Dictionary of National Biography, 1885-1900/Colman, George (1762-1836)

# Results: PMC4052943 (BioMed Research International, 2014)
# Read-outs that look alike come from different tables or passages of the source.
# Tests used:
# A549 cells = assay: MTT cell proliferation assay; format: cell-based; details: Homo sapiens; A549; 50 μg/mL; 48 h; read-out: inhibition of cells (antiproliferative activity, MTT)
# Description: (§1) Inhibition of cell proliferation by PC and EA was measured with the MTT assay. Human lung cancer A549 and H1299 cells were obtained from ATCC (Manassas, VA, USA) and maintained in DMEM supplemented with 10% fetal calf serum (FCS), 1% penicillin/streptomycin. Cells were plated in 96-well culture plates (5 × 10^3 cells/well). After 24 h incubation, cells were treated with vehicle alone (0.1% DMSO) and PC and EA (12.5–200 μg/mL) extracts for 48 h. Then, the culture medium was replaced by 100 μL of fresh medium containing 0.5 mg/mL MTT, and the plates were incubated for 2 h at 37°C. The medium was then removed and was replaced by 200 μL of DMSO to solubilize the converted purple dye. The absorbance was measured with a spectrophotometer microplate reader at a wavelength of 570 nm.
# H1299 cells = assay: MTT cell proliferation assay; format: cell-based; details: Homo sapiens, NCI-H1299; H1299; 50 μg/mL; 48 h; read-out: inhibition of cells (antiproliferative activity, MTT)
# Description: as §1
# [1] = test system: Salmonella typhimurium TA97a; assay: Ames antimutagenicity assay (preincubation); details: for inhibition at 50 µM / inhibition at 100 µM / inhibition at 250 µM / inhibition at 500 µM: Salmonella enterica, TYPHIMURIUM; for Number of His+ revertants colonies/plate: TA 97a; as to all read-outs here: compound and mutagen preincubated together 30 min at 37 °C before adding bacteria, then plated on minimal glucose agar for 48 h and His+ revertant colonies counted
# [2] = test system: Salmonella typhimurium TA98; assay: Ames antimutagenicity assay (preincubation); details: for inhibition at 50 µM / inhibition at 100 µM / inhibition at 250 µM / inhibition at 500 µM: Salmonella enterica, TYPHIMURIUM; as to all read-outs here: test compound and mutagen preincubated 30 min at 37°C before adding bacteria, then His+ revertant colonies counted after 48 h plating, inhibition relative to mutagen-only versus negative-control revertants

1320685Dictionary of National Biography, 1885-1900, Volume 11 — Colman, George (1762-1836)1887John Joseph Knight